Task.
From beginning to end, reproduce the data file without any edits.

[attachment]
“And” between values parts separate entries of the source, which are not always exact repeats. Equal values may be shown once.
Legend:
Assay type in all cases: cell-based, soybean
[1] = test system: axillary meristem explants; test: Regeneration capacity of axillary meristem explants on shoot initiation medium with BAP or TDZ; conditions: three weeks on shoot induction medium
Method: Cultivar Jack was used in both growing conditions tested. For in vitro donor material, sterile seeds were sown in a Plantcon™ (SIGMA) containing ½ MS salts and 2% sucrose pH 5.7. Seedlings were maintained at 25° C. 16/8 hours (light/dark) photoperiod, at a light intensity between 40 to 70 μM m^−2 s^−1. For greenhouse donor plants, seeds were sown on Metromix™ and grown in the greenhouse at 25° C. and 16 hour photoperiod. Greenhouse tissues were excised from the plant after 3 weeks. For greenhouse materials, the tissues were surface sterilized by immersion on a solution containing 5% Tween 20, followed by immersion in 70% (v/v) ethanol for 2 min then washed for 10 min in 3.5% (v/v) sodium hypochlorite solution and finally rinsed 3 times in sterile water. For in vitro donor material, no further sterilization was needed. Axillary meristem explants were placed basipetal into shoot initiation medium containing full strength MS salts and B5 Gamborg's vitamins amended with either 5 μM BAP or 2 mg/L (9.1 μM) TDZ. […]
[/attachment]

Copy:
“And” between values parts separate entries of the source, which are not always exact repeats. Equal values may be shown once.
Legend:
Assay type in all cases: cell-based, soybean
[1] = test system: axillary meristem explants; test: Regeneration capacity of axillary meristem explants on shoot initiation medium with BAP or TDZ; conditions: three weeks on shoot induction medium
Method: Cultivar Jack was used in both growing conditions tested. For in vitro donor material, sterile seeds were sown in a Plantcon™ (SIGMA) containing ½ MS salts and 2% sucrose pH 5.7. Seedlings were maintained at 25° C. 16/8 hours (light/dark) photoperiod, at a light intensity between 40 to 70 μM m^−2 s^−1. For greenhouse donor plants, seeds were sown on Metromix™ and grown in the greenhouse at 25° C. and 16 hour photoperiod. Greenhouse tissues were excised from the plant after 3 weeks. For greenhouse materials, the tissues were surface sterilized by immersion on a solution containing 5% Tween 20, followed by immersion in 70% (v/v) ethanol for 2 min then washed for 10 min in 3.5% (v/v) sodium hypochlorite solution and finally rinsed 3 times in sterile water. For in vitro donor material, no further sterilization was needed. Axillary meristem explants were placed basipetal into shoot initiation medium containing full strength MS salts and B5 Gamborg's vitamins amended with either 5 μM BAP or 2 mg/L (9.1 μM) TDZ. […]